Hyperbilirubinaemic Gunn rats [homozygous for a mutation in UGT1A1 (uridine diphosphate glucuronosyltransferase 1 family), jj] and respective controls (normobilirubinaemic Gunn rats, heterozygous for a mutation in UGT1A1, jJ) from the same genetic background were obtained from Charles University in Prague (Prague, Czech Republic) and acclimatized in the breeding facility of the Medical University of Vienna (Himberg, Austria) 1 week prior to experiments. The animals were housed in plastic cages (Macrolon type IV; Techniplast), under standard conditions (24±1°C, humidity 50±5°C, 12 h light/dark cycle) and fed with a standard diet (ssniff R/M-H Extrudat; ssniff Spezialdiäten) and ad libitum access to fresh water. All experiments were carried out with 7–8-week-old rodents (18 males and 22 females; a total number of 40 rodents). The study was approved by the ethical committee of the Austrian Federal Ministry of Science and Research (BMF-66.006/0008-II/3b/2011).
Animals were killed by decapitation. Blood was collected into sodium-heparinized tubes (Ebewe) and immediately transferred into ficoll containing tubes (Greiner Bio-One) for PBMC (peripheral blood mononuclear cell) isolation. Plasma was obtained after centrifugation, then divided into aliquots and stored at −80°C until further analysis.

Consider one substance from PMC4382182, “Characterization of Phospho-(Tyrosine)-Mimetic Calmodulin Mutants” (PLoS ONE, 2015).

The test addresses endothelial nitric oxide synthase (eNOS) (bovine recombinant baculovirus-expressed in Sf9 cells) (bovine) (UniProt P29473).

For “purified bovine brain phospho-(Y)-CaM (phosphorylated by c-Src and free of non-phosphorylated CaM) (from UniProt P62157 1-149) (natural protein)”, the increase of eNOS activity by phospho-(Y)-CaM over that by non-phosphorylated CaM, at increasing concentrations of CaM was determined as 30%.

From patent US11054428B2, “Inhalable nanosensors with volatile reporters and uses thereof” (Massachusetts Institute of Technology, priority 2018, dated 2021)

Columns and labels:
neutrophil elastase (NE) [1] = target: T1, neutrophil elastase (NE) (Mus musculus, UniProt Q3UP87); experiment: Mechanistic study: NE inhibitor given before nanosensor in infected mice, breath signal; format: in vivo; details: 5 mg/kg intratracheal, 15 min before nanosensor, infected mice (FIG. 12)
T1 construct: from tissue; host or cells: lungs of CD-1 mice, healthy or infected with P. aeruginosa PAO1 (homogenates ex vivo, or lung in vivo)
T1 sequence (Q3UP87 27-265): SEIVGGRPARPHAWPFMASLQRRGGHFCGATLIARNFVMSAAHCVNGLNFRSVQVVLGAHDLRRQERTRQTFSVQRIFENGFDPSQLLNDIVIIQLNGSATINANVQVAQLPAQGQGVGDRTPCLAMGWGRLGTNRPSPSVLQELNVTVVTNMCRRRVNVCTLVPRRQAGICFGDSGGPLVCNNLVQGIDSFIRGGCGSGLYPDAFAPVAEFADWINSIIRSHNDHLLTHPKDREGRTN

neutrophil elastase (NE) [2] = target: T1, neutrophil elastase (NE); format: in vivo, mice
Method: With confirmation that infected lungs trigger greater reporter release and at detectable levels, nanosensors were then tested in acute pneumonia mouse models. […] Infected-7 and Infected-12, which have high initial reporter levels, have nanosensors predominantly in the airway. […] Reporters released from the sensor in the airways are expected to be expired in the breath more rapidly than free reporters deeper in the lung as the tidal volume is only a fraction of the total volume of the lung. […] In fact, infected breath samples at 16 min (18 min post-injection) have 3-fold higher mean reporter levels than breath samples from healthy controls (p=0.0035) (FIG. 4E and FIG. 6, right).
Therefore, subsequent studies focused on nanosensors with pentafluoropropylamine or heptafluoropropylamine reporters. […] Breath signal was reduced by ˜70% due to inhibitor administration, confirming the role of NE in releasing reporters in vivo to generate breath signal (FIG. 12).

Liver function enzymes (γ-GT, AST, ALT, LDH and ALP), Apo-A1, Apo-B and lipoprotein(a), serum TAG (triacylglycerols), total cholesterol and HDL-C [HDL (high-density lipoprotein)-cholesterol] were analysed using routine diagnostic tests on Olympus 5400 clinical chemistry analysers (Beckman Coulter) and measured on the day of blood sampling. The quantitative analysis of lipoprotein families and the lipoprotein subfractions, VLDL, IDL1-3, LDL1, LDL2, LDL3-7, HDL the low-atherogenic lipoprotein profile (IDL3 and LDL1) and the pro-atherogenic lipoprotein profile (VLDL, IDL1-2 and LDL2-7) in serum from a subsample of 36 age- and gender-matched samples, was performed by the Lipoprint LDL system (Quantimetrix) . In the same subsample, IL-6 (high-sensitive ELISA; eBioscience) and SAA (N Latex SAA®; DADE Behring) were determined.